Taipa village is now a mass of high rise tower blocks but the original town has been preserved. Five Portuguese style buildings lining the waterfront have been turned into a museum (closed today). They, and the walls of the surrounding gardens have been painted a slightly garish peppermint green colour. The gardens here were really peaceful to wander through. A team of people were busily working n a new landscaped section, planting row upon row of highly scented lilies. The old Portuguese sections of Macau have all been awash with colour, ether the paint on the houses or the blooms in the ground. The stairs leading downhill past the church again carried the wave effect that is apparently typically Portuguese. Here though it was not tiled patterns in the floor but the steps themselves, some retreating waves, others advancing.

We followed the road along to the old market, stopping on the way to look at some local temples. There are no organised religious services, other than funerals, people simply stop by as and when they please. The temples always have an attendant there ready to sell incense. We took some photos and left a donation before moving on, noticing along the way small holders for incense sticks just wedged between buildings, something we have seen often in Macau.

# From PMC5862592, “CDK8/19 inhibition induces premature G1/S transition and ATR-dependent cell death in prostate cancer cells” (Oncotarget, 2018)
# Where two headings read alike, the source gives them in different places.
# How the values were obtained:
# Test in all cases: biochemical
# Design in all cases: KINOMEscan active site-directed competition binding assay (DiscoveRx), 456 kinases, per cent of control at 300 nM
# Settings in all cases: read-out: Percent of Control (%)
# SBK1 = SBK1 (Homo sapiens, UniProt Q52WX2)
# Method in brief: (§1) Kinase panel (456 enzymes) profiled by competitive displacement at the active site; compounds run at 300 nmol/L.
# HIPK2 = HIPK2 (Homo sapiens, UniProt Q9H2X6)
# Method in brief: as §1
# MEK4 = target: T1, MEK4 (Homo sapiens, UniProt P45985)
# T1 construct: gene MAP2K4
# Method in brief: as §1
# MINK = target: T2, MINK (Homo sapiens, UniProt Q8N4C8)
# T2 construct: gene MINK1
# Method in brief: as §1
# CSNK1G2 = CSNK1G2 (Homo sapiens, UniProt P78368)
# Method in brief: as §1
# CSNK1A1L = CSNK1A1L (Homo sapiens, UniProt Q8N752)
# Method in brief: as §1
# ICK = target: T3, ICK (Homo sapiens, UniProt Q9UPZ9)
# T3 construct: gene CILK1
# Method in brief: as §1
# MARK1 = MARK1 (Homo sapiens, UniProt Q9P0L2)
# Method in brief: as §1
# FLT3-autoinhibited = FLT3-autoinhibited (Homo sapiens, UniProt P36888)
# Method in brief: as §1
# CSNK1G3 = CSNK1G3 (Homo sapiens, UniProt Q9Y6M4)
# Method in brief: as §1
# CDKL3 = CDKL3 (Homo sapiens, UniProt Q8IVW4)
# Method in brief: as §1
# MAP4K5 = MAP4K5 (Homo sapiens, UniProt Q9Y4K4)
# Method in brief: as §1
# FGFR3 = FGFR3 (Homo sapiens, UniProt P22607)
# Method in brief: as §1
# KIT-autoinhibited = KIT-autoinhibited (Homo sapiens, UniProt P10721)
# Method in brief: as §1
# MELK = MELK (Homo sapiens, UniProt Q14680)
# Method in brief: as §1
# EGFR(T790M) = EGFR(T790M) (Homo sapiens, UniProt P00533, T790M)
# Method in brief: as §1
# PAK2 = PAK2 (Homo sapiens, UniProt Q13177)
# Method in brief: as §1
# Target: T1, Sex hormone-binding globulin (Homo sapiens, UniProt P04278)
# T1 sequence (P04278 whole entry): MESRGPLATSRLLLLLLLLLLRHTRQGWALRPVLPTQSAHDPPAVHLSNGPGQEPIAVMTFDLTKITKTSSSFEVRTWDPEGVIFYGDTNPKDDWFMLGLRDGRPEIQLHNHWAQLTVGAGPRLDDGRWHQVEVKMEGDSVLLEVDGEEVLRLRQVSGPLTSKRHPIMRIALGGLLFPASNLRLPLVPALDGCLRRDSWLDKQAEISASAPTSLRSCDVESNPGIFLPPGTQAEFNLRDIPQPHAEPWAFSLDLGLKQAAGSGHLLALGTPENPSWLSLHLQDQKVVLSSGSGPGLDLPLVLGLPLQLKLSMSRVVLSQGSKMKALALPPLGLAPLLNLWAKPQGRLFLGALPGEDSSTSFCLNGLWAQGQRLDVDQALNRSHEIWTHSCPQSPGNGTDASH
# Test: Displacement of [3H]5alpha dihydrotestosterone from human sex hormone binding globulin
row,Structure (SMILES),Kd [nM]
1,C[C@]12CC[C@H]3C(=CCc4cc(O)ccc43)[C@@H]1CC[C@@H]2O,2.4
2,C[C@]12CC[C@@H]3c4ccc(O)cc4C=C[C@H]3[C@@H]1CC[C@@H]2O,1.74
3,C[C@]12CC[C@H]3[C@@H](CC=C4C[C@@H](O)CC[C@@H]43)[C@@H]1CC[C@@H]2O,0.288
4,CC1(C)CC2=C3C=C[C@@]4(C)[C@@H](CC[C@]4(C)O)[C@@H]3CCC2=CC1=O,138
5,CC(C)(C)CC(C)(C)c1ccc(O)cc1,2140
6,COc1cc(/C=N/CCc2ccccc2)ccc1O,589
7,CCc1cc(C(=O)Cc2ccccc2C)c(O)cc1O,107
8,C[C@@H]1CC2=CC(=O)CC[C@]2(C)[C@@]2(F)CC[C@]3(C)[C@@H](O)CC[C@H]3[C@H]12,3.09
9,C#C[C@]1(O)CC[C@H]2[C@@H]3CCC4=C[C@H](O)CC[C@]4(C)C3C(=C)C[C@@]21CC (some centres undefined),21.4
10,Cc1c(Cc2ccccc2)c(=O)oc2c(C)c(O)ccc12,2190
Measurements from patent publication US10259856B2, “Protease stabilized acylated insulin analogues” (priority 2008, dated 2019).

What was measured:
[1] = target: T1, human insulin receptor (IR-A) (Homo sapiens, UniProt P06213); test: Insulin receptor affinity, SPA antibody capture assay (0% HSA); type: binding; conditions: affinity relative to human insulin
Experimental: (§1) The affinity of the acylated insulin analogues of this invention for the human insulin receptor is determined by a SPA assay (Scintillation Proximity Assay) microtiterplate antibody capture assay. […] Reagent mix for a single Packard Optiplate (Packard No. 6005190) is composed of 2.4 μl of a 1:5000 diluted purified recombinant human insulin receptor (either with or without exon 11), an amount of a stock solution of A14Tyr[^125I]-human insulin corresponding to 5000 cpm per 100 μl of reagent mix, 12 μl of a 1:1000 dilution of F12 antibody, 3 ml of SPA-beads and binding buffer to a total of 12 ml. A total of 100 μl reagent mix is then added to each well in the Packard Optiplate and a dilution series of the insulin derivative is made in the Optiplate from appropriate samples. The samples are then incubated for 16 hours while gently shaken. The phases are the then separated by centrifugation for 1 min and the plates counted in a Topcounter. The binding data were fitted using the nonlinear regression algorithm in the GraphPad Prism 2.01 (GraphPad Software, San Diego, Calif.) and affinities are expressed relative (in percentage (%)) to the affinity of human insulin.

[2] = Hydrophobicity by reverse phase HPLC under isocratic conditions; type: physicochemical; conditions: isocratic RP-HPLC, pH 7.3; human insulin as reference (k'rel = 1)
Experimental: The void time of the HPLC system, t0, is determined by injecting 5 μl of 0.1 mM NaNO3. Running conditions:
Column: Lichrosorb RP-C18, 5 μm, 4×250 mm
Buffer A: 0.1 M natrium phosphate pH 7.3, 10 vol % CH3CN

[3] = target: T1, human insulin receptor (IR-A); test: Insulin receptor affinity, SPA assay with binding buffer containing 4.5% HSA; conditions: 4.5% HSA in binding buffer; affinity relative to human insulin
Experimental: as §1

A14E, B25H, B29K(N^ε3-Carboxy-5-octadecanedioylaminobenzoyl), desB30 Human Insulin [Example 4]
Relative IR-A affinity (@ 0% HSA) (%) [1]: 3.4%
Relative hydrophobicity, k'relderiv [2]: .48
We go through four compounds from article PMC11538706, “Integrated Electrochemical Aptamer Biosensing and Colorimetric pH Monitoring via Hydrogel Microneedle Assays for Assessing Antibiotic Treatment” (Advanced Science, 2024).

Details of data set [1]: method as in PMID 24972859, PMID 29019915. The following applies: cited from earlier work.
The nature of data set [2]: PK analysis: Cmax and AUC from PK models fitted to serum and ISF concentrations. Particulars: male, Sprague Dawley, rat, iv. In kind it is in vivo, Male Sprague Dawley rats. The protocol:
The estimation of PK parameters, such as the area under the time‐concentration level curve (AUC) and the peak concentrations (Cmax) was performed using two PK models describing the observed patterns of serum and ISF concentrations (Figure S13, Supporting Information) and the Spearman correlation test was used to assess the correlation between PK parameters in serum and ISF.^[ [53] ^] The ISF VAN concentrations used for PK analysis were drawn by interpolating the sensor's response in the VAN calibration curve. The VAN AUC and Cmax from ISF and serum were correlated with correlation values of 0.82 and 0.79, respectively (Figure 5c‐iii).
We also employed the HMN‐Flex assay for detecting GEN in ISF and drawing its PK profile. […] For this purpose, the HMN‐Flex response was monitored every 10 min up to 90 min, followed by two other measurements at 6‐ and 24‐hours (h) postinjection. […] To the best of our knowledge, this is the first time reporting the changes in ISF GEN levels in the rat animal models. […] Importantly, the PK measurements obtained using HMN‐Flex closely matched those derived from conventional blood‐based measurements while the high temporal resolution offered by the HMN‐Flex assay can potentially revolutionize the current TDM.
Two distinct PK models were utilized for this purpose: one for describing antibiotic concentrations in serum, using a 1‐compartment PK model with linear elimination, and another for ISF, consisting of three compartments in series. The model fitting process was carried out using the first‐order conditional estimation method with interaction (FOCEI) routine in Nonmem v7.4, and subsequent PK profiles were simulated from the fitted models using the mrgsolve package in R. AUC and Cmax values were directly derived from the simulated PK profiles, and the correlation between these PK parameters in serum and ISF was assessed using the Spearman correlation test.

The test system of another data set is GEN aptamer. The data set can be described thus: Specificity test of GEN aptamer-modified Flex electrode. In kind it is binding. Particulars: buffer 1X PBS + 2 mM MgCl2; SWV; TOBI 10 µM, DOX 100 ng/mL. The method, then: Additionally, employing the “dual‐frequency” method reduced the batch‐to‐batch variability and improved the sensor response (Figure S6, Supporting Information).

A little further on was a small bakery and the old baker stopped us and gave us a sample of his wares. There are tow main types of biscuits sold ere. One is like a crepe, folded in half and then rolled around a metal rod and cooled to forma tube. Another is very small rosette shaped biscuits that are like a very dry, crumbly almond shortbread. A small bite zaps all the moisture from your mouth. The latter are made in copious volume so they must be very popular. Watching the process, the seem to steam the biscuit mix in big bamboo containers before moulding it into shape. In Macau we must have passed fifty shops all selling these biscuits, not bad for such a small place.

At the old market only the structure remains, an open sided building with a tiled rood. It must have been a bustling and busy place in its heyday. A new market has been built a short way away, a soulless concrete block which did have a much needed western loo! It was early evening by this time and it was difficult to get a feel for the place, some shops were opening up, others were closing down for the night. We ambled down to the Pak Tai Temple, easily spotted or rather sensed by the strong smell of incense, prevalent even though the doors seemed to be closed and locked. On the corner of the square was a very inviting looking bar so we popped in for a beer or two. It could have been anywhere and most if its customers seemed to be expat Brits and tourists. Te sight of fifty year old British business men out drinking in false conviviality made us both glad we have broken out of the loop for a while.

The number 33 bus dutifully took us back to Central Macau, now lit up for the night. Along the way the builders are out in force. A big new complex is going up in the north of Taipa bringing "the charm of Venice and the casino's of Las Vegas". Macau looks set to change greatly in the next few years.